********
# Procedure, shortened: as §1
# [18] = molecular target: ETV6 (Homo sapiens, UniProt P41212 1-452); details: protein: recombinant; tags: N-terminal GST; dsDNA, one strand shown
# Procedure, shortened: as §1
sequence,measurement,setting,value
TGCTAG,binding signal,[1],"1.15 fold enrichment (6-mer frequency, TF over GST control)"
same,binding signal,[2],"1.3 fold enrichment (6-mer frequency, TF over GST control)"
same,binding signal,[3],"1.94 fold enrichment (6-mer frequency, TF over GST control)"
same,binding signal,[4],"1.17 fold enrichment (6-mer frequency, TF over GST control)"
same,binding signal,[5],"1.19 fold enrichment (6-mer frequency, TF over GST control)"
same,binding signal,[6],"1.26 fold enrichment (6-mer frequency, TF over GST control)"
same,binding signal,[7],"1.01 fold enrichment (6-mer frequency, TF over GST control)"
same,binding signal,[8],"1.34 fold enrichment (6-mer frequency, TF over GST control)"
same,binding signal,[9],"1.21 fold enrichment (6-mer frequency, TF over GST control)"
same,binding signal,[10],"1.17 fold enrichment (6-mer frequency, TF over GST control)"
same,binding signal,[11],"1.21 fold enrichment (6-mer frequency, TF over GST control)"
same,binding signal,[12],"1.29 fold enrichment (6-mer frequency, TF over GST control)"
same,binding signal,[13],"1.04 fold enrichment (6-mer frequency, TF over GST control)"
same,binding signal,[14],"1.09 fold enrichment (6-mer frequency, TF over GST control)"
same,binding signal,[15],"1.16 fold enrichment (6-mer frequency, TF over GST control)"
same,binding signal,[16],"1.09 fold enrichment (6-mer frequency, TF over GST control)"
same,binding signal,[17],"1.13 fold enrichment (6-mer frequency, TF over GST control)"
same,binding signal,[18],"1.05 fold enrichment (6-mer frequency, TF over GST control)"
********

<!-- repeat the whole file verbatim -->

# Procedure, shortened: as §1
# [18] = molecular target: ETV6 (Homo sapiens, UniProt P41212 1-452); details: protein: recombinant; tags: N-terminal GST; dsDNA, one strand shown
# Procedure, shortened: as §1
sequence,measurement,setting,value
TGCTAG,binding signal,[1],"1.15 fold enrichment (6-mer frequency, TF over GST control)"
same,binding signal,[2],"1.3 fold enrichment (6-mer frequency, TF over GST control)"
same,binding signal,[3],"1.94 fold enrichment (6-mer frequency, TF over GST control)"
same,binding signal,[4],"1.17 fold enrichment (6-mer frequency, TF over GST control)"
same,binding signal,[5],"1.19 fold enrichment (6-mer frequency, TF over GST control)"
same,binding signal,[6],"1.26 fold enrichment (6-mer frequency, TF over GST control)"
same,binding signal,[7],"1.01 fold enrichment (6-mer frequency, TF over GST control)"
same,binding signal,[8],"1.34 fold enrichment (6-mer frequency, TF over GST control)"
same,binding signal,[9],"1.21 fold enrichment (6-mer frequency, TF over GST control)"
same,binding signal,[10],"1.17 fold enrichment (6-mer frequency, TF over GST control)"
same,binding signal,[11],"1.21 fold enrichment (6-mer frequency, TF over GST control)"
same,binding signal,[12],"1.29 fold enrichment (6-mer frequency, TF over GST control)"
same,binding signal,[13],"1.04 fold enrichment (6-mer frequency, TF over GST control)"
same,binding signal,[14],"1.09 fold enrichment (6-mer frequency, TF over GST control)"
same,binding signal,[15],"1.16 fold enrichment (6-mer frequency, TF over GST control)"
same,binding signal,[16],"1.09 fold enrichment (6-mer frequency, TF over GST control)"
same,binding signal,[17],"1.13 fold enrichment (6-mer frequency, TF over GST control)"
same,binding signal,[18],"1.05 fold enrichment (6-mer frequency, TF over GST control)"